Where does the news really originate these days? The lines are getting pretty fuzzy.
Trolling through my Bloglines playlist, I found this link on CNet to an interesting post about AT&T hiring 2,000 additional workers to deal with the anticipated frenzy when the iPhone goes on sale next Friday. Interesting, I thought. Let me see how the master promoter Steve Jobs, ably assisted by a very savvy AT&T (and their agency, our friends at Fleishman-Hillard) are taking advantage of the anticipation to build the suspense AND do the right thing from a business perspective to handle the expected rush to buy.
So I clicked to the story and was told it was reported by CNN, so I clicked to that story, which tells pretty much the same tale, with this elaboration:
But further up in the CNet post it says:
A report yesterday said AT&T plans to close its stores at 4:30 p.m. on iPhone Day, reopening at 6:00 p.m. to start selling a certain product.
So I clicked on that link and it took me to the exact same story posted on CNet’s Crave blog. When I clicked on the report link there, it took me again to the same story and the same blog site.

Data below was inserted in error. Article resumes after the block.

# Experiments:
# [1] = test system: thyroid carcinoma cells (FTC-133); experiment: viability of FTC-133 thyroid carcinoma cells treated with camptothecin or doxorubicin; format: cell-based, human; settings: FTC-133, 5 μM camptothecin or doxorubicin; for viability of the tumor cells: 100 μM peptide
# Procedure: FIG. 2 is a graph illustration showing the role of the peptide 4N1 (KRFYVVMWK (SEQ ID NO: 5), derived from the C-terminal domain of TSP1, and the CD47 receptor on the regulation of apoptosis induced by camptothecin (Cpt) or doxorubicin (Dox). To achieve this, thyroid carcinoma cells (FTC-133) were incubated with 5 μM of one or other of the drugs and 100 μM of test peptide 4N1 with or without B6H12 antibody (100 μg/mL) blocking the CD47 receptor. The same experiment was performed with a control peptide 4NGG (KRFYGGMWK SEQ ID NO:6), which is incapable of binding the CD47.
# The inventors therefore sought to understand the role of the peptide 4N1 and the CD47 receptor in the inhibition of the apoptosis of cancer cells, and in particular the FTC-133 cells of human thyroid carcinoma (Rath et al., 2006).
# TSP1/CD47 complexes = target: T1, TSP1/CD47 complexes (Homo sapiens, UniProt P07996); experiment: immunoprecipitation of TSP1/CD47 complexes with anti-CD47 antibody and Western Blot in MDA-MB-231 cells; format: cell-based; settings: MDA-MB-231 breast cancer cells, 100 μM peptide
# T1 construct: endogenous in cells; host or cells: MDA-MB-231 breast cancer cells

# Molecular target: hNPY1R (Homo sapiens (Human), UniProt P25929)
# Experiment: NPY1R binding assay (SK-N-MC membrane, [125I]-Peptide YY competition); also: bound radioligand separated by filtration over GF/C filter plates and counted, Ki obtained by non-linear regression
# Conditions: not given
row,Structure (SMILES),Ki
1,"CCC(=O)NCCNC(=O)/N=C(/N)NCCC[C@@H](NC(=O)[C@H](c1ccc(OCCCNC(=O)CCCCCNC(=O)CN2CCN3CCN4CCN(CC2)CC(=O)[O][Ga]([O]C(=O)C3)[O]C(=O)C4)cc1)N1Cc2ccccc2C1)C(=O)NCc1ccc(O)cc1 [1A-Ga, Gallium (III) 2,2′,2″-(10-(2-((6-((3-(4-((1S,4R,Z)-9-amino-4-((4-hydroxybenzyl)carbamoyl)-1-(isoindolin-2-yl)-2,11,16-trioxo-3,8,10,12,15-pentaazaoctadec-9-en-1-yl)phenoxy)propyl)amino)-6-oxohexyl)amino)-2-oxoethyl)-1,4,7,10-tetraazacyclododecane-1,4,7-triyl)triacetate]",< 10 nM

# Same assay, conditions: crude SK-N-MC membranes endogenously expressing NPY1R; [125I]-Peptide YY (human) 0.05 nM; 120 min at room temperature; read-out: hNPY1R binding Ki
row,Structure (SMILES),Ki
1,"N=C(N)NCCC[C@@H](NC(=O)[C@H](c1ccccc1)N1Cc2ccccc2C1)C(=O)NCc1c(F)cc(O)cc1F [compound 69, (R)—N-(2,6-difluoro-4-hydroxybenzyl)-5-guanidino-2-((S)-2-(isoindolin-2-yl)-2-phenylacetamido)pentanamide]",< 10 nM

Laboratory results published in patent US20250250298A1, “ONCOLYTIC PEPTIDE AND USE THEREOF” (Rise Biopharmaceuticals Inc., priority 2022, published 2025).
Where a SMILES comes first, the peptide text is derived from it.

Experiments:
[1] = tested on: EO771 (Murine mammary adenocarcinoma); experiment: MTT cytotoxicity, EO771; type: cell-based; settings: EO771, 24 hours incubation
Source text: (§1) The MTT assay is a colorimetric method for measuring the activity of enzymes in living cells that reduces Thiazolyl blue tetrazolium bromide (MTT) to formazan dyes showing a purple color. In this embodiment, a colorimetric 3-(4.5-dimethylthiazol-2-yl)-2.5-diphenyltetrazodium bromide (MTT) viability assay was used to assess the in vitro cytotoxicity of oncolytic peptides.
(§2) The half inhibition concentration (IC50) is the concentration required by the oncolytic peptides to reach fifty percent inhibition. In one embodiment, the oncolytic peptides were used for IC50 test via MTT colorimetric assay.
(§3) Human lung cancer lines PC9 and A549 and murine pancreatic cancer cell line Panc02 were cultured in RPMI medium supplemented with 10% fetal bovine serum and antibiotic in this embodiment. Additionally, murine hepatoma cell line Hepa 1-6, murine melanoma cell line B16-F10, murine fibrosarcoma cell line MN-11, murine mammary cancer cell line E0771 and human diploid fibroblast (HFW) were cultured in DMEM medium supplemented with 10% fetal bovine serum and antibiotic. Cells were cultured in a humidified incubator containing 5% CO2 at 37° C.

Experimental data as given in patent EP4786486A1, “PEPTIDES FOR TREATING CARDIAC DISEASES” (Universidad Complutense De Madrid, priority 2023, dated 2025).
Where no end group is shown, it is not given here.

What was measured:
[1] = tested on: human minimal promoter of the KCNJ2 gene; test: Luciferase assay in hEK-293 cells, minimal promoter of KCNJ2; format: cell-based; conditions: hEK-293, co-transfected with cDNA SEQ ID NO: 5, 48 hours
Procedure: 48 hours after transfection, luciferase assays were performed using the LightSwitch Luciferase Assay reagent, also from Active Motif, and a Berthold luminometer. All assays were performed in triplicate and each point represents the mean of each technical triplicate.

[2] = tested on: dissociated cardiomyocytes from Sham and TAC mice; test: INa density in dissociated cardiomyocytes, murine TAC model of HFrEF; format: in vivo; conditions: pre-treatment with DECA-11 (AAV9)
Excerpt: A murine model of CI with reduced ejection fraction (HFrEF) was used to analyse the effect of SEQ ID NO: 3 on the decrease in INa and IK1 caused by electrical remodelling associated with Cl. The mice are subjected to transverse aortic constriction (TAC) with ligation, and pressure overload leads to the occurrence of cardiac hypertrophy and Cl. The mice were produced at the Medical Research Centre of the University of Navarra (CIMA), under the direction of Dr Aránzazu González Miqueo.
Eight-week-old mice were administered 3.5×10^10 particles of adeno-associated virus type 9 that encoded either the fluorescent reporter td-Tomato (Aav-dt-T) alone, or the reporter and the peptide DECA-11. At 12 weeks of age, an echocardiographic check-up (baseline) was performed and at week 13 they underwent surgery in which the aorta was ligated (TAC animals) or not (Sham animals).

Being both a former journalist and a long-time PR type, I next started checking to see if AT&T had released anything official about these hirings or store closings. Nada. One of my colleagues made this find. Two weeks ago, AppleInsider reported that a college student said he’d been hired as a temp for the expected onrush of customers.
I guess the bottom line is that AT&T probably has done this; their spokesperson confirmed it. But the facts around the story are swirling from conversations being reported by news sources such as Reuters and then a series of blogs.
We definitely are in a new world when it comes to news dissemination. It means that a conversation with a savvy reporter may be all you need with a hot story like this to get the wheels in motion for great press and lots of speculation. But it also means that rumors and inaccuracies could spin something out of control too. This is what a lot of our clients are weighing as they work with the blogosphere as well as the traditional influencers.
I guess I want to make sure we don’t have to be CSI specialists to determine what the news truly is and whether or not it is accurate.